The Federal Communications Commission may update its public comments system, Chairman Ajit Pai wrote in a recent letter to Congress.
The letter dated July 6 to U.S. Sen. Jeff Merkeley (D-Ore.) stated in part that “the FCC is planning to rebuild and re-engineer [the Electronic Comment Filing System] and has submitted a request to reprogram the funds necessary to undertake this project.”
While the request sits in front of House and Senate appropriation committees awaiting approval, Pai indicates that CAPTCHA or a similar mechanism which could limit bots from posting comments should be one of the features incorporated to the new version of ECFS.
The FCC’s public comment system was criticized during last year’s net neutrality debate in which thousands of comments were fraudulently made through identity theft and by automated bots. While the public, Democratic lawmakers and minority commissioners objected at the time, the fake comments were allowed to stay as part of the public record.
An Obama-era reform, net neutrality required that internet service providers like AT&T, Comcast and Verizon treat all web traffic equally. This meant that, for example, providers would not be allowed to “throttle” or change the speed with which a person accesses a website. The repeal allows ISPs to block or slow some online traffic. In other cases, the provider can negotiate with a website for “fast lanes” to users.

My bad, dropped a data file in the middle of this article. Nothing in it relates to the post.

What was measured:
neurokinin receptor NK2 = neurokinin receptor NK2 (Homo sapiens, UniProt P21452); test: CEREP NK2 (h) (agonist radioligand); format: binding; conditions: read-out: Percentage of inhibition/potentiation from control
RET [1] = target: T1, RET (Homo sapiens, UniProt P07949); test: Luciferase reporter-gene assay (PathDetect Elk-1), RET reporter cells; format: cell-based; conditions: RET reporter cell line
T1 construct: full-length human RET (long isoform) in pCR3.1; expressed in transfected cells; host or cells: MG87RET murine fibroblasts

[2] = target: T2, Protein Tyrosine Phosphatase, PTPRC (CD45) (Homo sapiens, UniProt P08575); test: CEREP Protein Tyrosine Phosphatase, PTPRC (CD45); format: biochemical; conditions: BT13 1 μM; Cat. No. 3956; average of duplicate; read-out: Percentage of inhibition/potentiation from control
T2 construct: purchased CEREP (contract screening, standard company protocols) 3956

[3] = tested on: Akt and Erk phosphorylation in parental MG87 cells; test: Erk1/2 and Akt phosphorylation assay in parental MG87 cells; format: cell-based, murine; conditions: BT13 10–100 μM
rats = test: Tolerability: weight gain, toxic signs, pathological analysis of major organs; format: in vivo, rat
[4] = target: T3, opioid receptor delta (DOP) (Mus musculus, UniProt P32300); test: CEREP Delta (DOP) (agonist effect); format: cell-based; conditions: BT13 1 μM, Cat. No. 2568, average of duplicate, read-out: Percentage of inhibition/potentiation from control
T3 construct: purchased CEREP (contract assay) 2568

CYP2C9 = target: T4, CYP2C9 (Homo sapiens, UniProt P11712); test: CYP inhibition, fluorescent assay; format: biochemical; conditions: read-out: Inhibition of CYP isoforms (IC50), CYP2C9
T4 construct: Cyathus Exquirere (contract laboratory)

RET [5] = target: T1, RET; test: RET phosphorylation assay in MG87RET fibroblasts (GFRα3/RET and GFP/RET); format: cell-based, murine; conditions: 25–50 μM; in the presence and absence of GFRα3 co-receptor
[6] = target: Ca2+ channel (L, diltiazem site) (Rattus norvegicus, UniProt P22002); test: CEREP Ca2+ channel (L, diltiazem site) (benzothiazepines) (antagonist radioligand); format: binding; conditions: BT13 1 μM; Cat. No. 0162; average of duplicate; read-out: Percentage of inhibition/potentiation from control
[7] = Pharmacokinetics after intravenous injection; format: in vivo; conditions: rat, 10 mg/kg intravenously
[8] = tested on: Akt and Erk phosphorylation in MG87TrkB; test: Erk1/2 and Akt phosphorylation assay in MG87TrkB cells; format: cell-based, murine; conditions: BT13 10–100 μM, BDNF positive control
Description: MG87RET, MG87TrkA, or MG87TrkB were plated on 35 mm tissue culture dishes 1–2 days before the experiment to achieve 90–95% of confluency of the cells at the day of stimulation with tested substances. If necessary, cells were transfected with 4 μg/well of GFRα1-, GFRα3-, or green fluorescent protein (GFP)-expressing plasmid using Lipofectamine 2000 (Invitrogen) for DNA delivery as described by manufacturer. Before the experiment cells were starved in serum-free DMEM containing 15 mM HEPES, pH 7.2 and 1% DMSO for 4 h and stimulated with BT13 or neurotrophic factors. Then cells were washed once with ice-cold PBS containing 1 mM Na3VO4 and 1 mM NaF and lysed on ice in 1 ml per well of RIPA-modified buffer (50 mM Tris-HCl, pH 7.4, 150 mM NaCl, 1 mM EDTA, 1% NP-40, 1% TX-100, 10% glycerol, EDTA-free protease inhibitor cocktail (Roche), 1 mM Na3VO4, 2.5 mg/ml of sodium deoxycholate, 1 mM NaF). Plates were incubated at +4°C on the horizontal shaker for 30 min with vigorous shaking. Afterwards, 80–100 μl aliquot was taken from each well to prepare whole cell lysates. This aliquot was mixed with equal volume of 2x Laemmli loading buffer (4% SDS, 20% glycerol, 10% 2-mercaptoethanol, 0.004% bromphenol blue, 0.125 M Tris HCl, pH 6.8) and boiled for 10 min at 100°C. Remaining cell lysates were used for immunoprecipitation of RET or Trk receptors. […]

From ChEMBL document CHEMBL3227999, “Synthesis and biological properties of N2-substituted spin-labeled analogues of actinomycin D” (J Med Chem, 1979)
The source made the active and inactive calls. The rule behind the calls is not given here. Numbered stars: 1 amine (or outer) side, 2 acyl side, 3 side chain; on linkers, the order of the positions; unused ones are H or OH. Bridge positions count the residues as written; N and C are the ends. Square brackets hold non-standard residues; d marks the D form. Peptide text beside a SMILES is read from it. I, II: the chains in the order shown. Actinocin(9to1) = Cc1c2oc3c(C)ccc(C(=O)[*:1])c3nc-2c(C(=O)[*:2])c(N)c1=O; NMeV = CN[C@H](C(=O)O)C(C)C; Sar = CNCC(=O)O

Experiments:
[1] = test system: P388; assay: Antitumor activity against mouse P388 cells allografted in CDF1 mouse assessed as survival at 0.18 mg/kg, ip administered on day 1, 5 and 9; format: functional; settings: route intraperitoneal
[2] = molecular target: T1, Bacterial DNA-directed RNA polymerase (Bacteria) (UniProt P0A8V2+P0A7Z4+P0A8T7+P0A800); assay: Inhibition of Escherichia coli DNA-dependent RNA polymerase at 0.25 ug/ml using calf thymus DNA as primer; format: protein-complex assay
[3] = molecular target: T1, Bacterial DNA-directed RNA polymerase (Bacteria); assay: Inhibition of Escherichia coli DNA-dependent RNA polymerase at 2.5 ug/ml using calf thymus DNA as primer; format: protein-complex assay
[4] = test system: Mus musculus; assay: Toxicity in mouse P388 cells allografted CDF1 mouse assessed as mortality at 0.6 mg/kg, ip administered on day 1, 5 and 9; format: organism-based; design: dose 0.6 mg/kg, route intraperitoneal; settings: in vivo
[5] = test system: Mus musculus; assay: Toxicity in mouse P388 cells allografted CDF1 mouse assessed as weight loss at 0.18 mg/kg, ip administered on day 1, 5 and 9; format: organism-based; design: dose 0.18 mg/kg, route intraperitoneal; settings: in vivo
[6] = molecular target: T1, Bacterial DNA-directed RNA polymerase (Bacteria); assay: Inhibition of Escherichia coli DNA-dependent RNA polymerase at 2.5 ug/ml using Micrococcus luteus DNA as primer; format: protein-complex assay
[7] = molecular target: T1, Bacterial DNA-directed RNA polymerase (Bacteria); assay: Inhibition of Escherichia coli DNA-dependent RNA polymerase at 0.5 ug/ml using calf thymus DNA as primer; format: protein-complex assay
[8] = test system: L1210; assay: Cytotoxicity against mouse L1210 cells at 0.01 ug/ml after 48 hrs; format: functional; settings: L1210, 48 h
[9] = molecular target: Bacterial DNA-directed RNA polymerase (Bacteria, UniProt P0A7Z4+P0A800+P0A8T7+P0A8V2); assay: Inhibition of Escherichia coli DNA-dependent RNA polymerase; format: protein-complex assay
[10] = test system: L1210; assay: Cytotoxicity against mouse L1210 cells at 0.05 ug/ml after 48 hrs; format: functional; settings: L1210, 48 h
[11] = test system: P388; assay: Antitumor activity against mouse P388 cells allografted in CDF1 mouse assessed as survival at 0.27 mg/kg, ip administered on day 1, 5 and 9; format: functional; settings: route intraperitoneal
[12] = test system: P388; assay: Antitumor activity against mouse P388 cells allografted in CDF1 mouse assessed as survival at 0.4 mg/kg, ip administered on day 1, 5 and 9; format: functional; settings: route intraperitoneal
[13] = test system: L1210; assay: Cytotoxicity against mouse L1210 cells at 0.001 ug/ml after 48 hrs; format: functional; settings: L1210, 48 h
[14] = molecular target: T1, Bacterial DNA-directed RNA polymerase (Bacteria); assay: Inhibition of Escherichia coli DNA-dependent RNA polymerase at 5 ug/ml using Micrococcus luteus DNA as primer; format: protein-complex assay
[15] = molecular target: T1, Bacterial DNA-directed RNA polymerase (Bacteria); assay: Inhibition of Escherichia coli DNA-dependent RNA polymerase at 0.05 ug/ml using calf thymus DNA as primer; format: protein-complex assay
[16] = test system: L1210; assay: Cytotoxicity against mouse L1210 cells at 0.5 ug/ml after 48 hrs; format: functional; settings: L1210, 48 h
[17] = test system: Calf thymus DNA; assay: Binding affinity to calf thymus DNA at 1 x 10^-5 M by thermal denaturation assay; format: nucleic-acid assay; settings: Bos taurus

In December, the FCC voted on party lines to end net neutrality. The decision to end net neutrality went into effect in June.
The New York attorney general’s office, which is suing the FCC along with 21 other attorneys general over net neutrality, said as many as 2 million Americans had their identities misused. A report from industry group Broadband for America found that nearly 445,000 were from Russian email addresses, and that a similar number came from Germany.
Pai said if an individual contacted the FCC claiming that a comment was incorrectly submitted under their name, the commission invited that person to file a statement to be included in the public record. He did not indicate how many took up this offer.
The Consumer Financial Protection Bureau, the U.S. Department of Labor, the Federal Energy Regulatory Commission and the Securities and Exchange Commission have all received fake comments or comments submitted under stolen identities.
Be sure to read Jason Tashea’s story, No Contact, coming in the August 2018 issue of the ABA Journal magazine.
Corrects to “net” in fifth paragraph at 2:16 p.m.